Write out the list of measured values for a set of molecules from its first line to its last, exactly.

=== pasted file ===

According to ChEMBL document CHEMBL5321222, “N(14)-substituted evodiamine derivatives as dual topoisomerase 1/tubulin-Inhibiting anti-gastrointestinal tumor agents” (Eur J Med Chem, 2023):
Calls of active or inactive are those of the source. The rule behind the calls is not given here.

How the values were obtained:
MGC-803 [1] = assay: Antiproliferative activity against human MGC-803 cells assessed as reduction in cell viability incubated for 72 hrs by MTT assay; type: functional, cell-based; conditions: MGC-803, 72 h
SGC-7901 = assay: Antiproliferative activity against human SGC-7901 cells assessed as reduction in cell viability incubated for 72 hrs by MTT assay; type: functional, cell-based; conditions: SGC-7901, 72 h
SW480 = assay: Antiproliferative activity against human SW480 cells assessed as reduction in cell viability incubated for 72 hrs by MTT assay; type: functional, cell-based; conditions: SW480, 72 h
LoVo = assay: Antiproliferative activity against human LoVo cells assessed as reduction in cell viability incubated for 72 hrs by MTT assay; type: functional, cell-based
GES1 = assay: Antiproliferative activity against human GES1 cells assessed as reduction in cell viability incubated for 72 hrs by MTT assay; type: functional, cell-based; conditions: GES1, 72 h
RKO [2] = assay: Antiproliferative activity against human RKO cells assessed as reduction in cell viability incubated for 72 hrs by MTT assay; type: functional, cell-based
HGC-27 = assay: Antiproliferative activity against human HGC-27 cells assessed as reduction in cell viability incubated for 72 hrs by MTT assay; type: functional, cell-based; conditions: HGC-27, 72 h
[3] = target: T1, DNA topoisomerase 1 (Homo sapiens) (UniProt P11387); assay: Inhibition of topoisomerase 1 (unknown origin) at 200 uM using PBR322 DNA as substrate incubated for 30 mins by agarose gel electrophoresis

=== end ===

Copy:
According to ChEMBL document CHEMBL5321222, “N(14)-substituted evodiamine derivatives as dual topoisomerase 1/tubulin-Inhibiting anti-gastrointestinal tumor agents” (Eur J Med Chem, 2023):
Calls of active or inactive are those of the source. The rule behind the calls is not given here.

How the values were obtained:
MGC-803 [1] = assay: Antiproliferative activity against human MGC-803 cells assessed as reduction in cell viability incubated for 72 hrs by MTT assay; type: functional, cell-based; conditions: MGC-803, 72 h
SGC-7901 = assay: Antiproliferative activity against human SGC-7901 cells assessed as reduction in cell viability incubated for 72 hrs by MTT assay; type: functional, cell-based; conditions: SGC-7901, 72 h
SW480 = assay: Antiproliferative activity against human SW480 cells assessed as reduction in cell viability incubated for 72 hrs by MTT assay; type: functional, cell-based; conditions: SW480, 72 h
LoVo = assay: Antiproliferative activity against human LoVo cells assessed as reduction in cell viability incubated for 72 hrs by MTT assay; type: functional, cell-based
GES1 = assay: Antiproliferative activity against human GES1 cells assessed as reduction in cell viability incubated for 72 hrs by MTT assay; type: functional, cell-based; conditions: GES1, 72 h
RKO [2] = assay: Antiproliferative activity against human RKO cells assessed as reduction in cell viability incubated for 72 hrs by MTT assay; type: functional, cell-based
HGC-27 = assay: Antiproliferative activity against human HGC-27 cells assessed as reduction in cell viability incubated for 72 hrs by MTT assay; type: functional, cell-based; conditions: HGC-27, 72 h
[3] = target: T1, DNA topoisomerase 1 (Homo sapiens) (UniProt P11387); assay: Inhibition of topoisomerase 1 (unknown origin) at 200 uM using PBR322 DNA as substrate incubated for 30 mins by agarose gel electrophoresis